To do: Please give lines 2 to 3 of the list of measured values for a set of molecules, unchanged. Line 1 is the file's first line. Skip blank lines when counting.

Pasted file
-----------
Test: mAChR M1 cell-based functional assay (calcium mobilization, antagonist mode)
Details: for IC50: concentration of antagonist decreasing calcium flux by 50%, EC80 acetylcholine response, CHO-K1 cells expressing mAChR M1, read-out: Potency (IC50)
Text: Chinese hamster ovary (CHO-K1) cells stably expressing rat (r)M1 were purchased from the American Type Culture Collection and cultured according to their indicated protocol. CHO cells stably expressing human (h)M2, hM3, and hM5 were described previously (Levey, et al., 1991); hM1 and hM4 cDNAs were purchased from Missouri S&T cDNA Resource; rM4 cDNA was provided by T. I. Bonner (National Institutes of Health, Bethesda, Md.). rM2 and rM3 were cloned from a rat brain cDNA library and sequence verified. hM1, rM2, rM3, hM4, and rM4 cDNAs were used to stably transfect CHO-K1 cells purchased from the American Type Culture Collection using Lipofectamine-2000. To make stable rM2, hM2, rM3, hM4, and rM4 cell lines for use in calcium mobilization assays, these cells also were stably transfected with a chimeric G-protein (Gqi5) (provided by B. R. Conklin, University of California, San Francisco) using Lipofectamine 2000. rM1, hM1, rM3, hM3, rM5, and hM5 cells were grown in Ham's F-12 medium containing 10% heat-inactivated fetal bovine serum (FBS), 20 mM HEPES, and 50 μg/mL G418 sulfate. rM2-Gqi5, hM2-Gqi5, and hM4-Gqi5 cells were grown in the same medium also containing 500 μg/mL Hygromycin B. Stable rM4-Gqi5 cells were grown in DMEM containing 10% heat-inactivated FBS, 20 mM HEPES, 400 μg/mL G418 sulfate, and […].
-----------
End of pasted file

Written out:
Details: for IC50: concentration of antagonist decreasing calcium flux by 50%, EC80 acetylcholine response, CHO-K1 cells expressing mAChR M1, read-out: Potency (IC50)
Text: Chinese hamster ovary (CHO-K1) cells stably expressing rat (r)M1 were purchased from the American Type Culture Collection and cultured according to their indicated protocol. CHO cells stably expressing human (h)M2, hM3, and hM5 were described previously (Levey, et al., 1991); hM1 and hM4 cDNAs were purchased from Missouri S&T cDNA Resource; rM4 cDNA was provided by T. I. Bonner (National Institutes of Health, Bethesda, Md.). rM2 and rM3 were cloned from a rat brain cDNA library and sequence verified. hM1, rM2, rM3, hM4, and rM4 cDNAs were used to stably transfect CHO-K1 cells purchased from the American Type Culture Collection using Lipofectamine-2000. To make stable rM2, hM2, rM3, hM4, and rM4 cell lines for use in calcium mobilization assays, these cells also were stably transfected with a chimeric G-protein (Gqi5) (provided by B. R. Conklin, University of California, San Francisco) using Lipofectamine 2000. rM1, hM1, rM3, hM3, rM5, and hM5 cells were grown in Ham's F-12 medium containing 10% heat-inactivated fetal bovine serum (FBS), 20 mM HEPES, and 50 μg/mL G418 sulfate. rM2-Gqi5, hM2-Gqi5, and hM4-Gqi5 cells were grown in the same medium also containing 500 μg/mL Hygromycin B. Stable rM4-Gqi5 cells were grown in DMEM containing 10% heat-inactivated FBS, 20 mM HEPES, 400 μg/mL G418 sulfate, and […].